The current gate was rebuilt in 1703 after the original one collapsed. But thankfully, this one is still standing firm some 520 years later!

One of the best places to view the bridge is at the ‘Bar Rudiae’, which is just outside it. We often enjoy an espresso there – which is always delicious and surprisingly cheap – before heading into the old town.

13. Jewish Museum

Officially known as the Museo Ebraico di Lecce, the Jewish Museum is a fascinating place to visit. We found it particularly captivating as it related to a piece of history we were unaware of and that authorities at the time tried to eradicate.

The Jewish community thrived in Lecce in the Middle Ages, until they were forced to leave in 1540. At that time, most Jewish structures were destroyed and replaced with baroque churches, including the adjacent Santa Croce, which was rebuilt on top of them.

You’ll find the Jewish Museum at the Palazzo Taurino. Once there, you can take a 20-minute guided tour which is well worth paying the €9 for. (Although, it is worth noting the exhibits can be harrowing for some).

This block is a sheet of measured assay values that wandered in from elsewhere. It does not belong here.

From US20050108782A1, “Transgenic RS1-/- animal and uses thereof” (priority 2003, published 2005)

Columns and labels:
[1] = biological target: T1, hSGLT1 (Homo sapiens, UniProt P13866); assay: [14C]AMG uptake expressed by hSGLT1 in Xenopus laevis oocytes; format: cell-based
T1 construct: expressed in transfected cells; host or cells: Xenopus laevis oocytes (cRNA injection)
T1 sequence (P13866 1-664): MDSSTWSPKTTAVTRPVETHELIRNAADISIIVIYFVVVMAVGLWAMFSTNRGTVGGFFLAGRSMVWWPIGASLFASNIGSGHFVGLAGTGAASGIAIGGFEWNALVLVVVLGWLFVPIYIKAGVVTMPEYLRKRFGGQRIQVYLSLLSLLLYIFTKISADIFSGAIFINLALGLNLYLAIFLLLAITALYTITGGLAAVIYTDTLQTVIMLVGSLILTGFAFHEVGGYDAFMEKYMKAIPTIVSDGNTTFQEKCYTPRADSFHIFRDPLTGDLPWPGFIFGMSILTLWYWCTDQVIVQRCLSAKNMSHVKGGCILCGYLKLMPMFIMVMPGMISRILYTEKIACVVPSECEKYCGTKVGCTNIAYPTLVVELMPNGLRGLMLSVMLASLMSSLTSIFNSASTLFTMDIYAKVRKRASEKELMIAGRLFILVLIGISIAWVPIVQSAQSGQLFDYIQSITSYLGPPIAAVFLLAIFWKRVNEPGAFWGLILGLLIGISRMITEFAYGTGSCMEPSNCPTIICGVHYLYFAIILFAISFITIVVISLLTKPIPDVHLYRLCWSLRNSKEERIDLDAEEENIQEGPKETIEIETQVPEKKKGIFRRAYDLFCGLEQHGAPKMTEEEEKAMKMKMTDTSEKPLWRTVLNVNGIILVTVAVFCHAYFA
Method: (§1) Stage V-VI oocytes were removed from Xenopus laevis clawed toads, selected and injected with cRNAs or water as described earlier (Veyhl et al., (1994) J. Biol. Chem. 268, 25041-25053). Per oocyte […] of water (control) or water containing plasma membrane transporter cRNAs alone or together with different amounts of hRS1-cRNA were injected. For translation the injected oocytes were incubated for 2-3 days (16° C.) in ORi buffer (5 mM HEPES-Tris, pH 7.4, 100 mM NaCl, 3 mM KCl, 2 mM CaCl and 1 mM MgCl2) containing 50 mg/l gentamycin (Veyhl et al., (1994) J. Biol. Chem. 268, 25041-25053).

12. Trip to Gallipoli


If you happen to be in Lecce for a few days, we recommend you make the trip to Gallipoli.

This beautiful coastal town is just a 30-minute car ride away or a 90-minute train ride. But it is worth the journey to see this stunning ancient walled city.

Dating to Ancient Greek times, this spectacular area sits along the coastline of the Ionian Sea. It is only accessible by a bridge that was built in the 16th century, which connects the mainland to the old town.

Set on a small island, you’ll be fascinated by Gallipoli’s warren of side streets, which are resplendent with stunning architecture. One of its main attractions is a 13th-century castle, which now showcases terrific views of the water from its rooftop.

11. Roman Theater

Roman Theater

It says much about Lecce that though it is quite small, it can be easy to miss some of its more notable attractions.

One such example is Teatro Romano. Tucked away among the baroque city’s narrow streets, this stunning Roman Theater used to accommodate 4000 spectators but was only discovered in 1929. However, it can be traced back to around 43 B.C. to the Augustan Age.

You can view the theater from Via Arte della Cartapesta, which is a small street on the left of Chiesa Santa Chiara. But if you want to head inside, you can do this at the Via degli Ammirati entrance. It will cost you €3, and we recommend going in the morning before the crowds arrive.